With the success of the X-Men movie, a sequel on the way, a Spiderman movie around the corner, and a re-imagining of Superman with Smallville on the TV, there's no doubt that superhero stories are still appreciated within our culture. Created in 1993, Moldiver brings the superhero concept to life within anime, which is indeed a rare thing. At times tedious, at other times unexpectedly engaging, Moldiver is a mixed bag that starts strong, gets struck with kryptonite about forty minutes in, and recovers near the end.
The Moldiver suit is the creation of Hiroshi Ozora, a lovable if quirky twenty-something who plans to use his invention to save the world from evildoers and soak up the publicity. When his sister Mirai finds out about it, however, she makes some modifications to make the suit more fashionable in her eyes, and winds up creating Moldiver 2. When a crazy professor and his gang of sexy androids starts attacking the globe in an attempt to steal valuable collectibles (like F1 cars and a space shuttle), it becomes clear that Mirai has a better handle on the whole superhero thing. The Moldiver suit has no fatal flaw, but Mirai does--she's infatuated with Misaki, a young pilot who may become the first man to attempt a multi-dimensional spaceflight to untold galaxies. Before it all ends, Mirai will be forced to choose between her allegiances to family, to Misaki, and to the lives caught in the balance.
Moldiver is a bright, colorful show that attempts to zip along with humor and vigor, at least through its opening three episodes, and then it settles down into a relatively serious bent. The production values aren't big, sacrificing detail at times, but the character designs are friendly and cute. Nothing about the way the show was made itself bothered me at all, except perhaps for the mediocre J-Pop that appeared occasionally. At first, the show is quite amusing and certainly refreshing, especially since we rarely see a true superhero element in anime. (Sure, there are plenty of characters with second identities they can't reveal, but they don't exactly follow the superhero format.) However, things break down midway into the second episode, where the concept falls prey to status quo action-comedy anime plotting. When a comedy's not that funny, it tends to bore quickly. After the first three episodes, I was about to give up, but then the fourth episode went in a completely different direction. That caught me off-guard, and although the fifth and sixth episodes weren't fantastic, they took things to a different level and gave a solid wrap-up to the whole thing. When Moldiver is not on track, it's not interesting, but once it gets back together, it's not bad.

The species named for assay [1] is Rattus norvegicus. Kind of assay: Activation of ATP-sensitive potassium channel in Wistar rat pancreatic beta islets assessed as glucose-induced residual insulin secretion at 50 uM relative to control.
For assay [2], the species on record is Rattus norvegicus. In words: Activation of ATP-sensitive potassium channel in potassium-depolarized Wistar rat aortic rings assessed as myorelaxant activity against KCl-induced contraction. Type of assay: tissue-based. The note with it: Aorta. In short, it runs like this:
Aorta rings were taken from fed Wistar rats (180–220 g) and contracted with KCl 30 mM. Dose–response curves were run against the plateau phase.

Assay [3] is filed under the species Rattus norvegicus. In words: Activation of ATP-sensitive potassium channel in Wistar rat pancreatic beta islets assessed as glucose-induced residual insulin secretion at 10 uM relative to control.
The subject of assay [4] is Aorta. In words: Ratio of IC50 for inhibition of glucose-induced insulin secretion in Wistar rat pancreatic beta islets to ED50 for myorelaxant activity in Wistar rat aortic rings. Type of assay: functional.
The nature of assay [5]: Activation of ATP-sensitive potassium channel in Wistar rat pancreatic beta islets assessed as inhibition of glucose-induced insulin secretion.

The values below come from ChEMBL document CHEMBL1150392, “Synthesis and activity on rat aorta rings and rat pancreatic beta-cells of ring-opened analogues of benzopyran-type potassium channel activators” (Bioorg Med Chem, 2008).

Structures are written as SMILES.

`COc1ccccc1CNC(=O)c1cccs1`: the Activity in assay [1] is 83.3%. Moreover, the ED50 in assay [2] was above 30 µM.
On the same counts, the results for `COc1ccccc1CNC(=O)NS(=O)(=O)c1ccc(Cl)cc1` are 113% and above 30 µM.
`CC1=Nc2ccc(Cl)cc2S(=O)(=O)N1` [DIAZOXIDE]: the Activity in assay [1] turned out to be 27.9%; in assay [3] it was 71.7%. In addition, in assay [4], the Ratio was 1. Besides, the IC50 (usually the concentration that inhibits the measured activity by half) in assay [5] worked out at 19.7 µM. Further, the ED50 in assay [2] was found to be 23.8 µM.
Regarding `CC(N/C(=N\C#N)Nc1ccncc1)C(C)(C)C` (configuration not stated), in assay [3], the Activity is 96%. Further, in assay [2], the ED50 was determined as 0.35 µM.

Moldiver does have some issues in the believability department. This doesn't have to do with the suits themselves, which are designed in such a way that you really can't argue with them--they are multi-dimensional and don't conform to 3D physics. What I do have a problem with is that certain segments strain credibility. For example, in the fourth episode, the professor starts to explore the wreck of a ship sunk a hundred years prior. Then why isn't the ship filled with water? No explanation. There are more things like that, and if you're on your toes, you'll probably find them annoying like I did. You might also be frustrated that the show never really deals with much of the human side of having superhero abilities, a hallmark of most live-action shows in the genre. If such inconsistencies and issues don't bother you, you'll be that much further ahead. (And if you are a sub-only fan, forget it--the version available in the US is a dubtitle that is really pretty bad. On the other hand, the dub is quite good, and I watched over half the show in English without cringing too badly.)
With its nude transformation sequences, this show will be hard up to find an 8-14 year old audience, which is really the age group that will get the most out of this show. Sophisticated anime audiences have seen most of this before, but kids might find it a lot more amusing. I can't say I didn't like it, but I can't say I thought it was compelling, either. Although I give it credit for trying a few new things, had it not been so thick with standard anime clichés otherwise, it could have been top-notch. Still, it deserves a rating a notch up from mediocre.
P.S. Do make sure to catch the "Secrets of Moldiver" special on the DVD. It's got extra footage and is actually funnier than anything within the series itself. The special gets an A- from me, and I wish the rest were as entertaining.
Moldiver -- brief (but frequent) nudity, violence, mild profanity -- B-